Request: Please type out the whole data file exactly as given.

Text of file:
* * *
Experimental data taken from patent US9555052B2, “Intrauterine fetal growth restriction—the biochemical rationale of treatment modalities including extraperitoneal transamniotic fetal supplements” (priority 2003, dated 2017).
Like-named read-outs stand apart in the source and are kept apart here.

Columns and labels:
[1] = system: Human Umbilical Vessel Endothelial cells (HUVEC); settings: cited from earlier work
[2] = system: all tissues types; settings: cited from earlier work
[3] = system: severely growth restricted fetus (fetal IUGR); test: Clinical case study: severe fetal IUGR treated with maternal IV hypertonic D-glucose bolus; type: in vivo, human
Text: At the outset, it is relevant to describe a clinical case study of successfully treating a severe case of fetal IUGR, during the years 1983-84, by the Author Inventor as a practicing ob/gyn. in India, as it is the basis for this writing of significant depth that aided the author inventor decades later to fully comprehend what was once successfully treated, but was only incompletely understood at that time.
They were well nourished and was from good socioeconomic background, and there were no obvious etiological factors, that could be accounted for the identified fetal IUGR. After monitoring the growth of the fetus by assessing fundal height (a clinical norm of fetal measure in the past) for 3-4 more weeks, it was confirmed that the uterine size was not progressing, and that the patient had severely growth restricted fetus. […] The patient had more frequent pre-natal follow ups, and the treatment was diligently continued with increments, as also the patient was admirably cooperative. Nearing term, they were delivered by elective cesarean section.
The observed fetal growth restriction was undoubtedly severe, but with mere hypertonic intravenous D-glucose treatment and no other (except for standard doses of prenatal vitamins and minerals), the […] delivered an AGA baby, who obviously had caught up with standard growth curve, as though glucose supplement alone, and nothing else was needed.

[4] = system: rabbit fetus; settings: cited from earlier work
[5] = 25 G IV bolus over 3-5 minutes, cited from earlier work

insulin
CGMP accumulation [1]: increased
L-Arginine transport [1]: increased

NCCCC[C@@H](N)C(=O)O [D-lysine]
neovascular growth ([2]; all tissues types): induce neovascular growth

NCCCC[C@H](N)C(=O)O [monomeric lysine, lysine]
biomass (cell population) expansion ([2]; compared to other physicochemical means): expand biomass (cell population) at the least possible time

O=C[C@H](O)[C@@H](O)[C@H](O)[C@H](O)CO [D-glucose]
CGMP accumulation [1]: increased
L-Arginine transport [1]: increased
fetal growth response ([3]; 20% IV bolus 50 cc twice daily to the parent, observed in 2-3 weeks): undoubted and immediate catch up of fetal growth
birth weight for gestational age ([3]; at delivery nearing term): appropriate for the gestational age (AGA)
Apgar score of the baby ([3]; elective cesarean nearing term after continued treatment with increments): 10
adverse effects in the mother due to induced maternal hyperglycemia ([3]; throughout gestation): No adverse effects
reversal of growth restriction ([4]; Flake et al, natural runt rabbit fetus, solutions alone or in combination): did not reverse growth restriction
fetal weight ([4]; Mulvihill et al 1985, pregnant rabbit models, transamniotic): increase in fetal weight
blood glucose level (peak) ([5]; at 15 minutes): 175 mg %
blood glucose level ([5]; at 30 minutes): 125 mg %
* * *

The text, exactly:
Experimental data taken from patent US9555052B2, “Intrauterine fetal growth restriction—the biochemical rationale of treatment modalities including extraperitoneal transamniotic fetal supplements” (priority 2003, dated 2017).
Like-named read-outs stand apart in the source and are kept apart here.

Columns and labels:
[1] = system: Human Umbilical Vessel Endothelial cells (HUVEC); settings: cited from earlier work
[2] = system: all tissues types; settings: cited from earlier work
[3] = system: severely growth restricted fetus (fetal IUGR); test: Clinical case study: severe fetal IUGR treated with maternal IV hypertonic D-glucose bolus; type: in vivo, human
Text: At the outset, it is relevant to describe a clinical case study of successfully treating a severe case of fetal IUGR, during the years 1983-84, by the Author Inventor as a practicing ob/gyn. in India, as it is the basis for this writing of significant depth that aided the author inventor decades later to fully comprehend what was once successfully treated, but was only incompletely understood at that time.
They were well nourished and was from good socioeconomic background, and there were no obvious etiological factors, that could be accounted for the identified fetal IUGR. After monitoring the growth of the fetus by assessing fundal height (a clinical norm of fetal measure in the past) for 3-4 more weeks, it was confirmed that the uterine size was not progressing, and that the patient had severely growth restricted fetus. […] The patient had more frequent pre-natal follow ups, and the treatment was diligently continued with increments, as also the patient was admirably cooperative. Nearing term, they were delivered by elective cesarean section.
The observed fetal growth restriction was undoubtedly severe, but with mere hypertonic intravenous D-glucose treatment and no other (except for standard doses of prenatal vitamins and minerals), the […] delivered an AGA baby, who obviously had caught up with standard growth curve, as though glucose supplement alone, and nothing else was needed.

[4] = system: rabbit fetus; settings: cited from earlier work
[5] = 25 G IV bolus over 3-5 minutes, cited from earlier work

insulin
CGMP accumulation [1]: increased
L-Arginine transport [1]: increased

NCCCC[C@@H](N)C(=O)O [D-lysine]
neovascular growth ([2]; all tissues types): induce neovascular growth

NCCCC[C@H](N)C(=O)O [monomeric lysine, lysine]
biomass (cell population) expansion ([2]; compared to other physicochemical means): expand biomass (cell population) at the least possible time

O=C[C@H](O)[C@@H](O)[C@H](O)[C@H](O)CO [D-glucose]
CGMP accumulation [1]: increased
L-Arginine transport [1]: increased
fetal growth response ([3]; 20% IV bolus 50 cc twice daily to the parent, observed in 2-3 weeks): undoubted and immediate catch up of fetal growth
birth weight for gestational age ([3]; at delivery nearing term): appropriate for the gestational age (AGA)
Apgar score of the baby ([3]; elective cesarean nearing term after continued treatment with increments): 10
adverse effects in the mother due to induced maternal hyperglycemia ([3]; throughout gestation): No adverse effects
reversal of growth restriction ([4]; Flake et al, natural runt rabbit fetus, solutions alone or in combination): did not reverse growth restriction
fetal weight ([4]; Mulvihill et al 1985, pregnant rabbit models, transamniotic): increase in fetal weight
blood glucose level (peak) ([5]; at 15 minutes): 175 mg %
blood glucose level ([5]; at 30 minutes): 125 mg %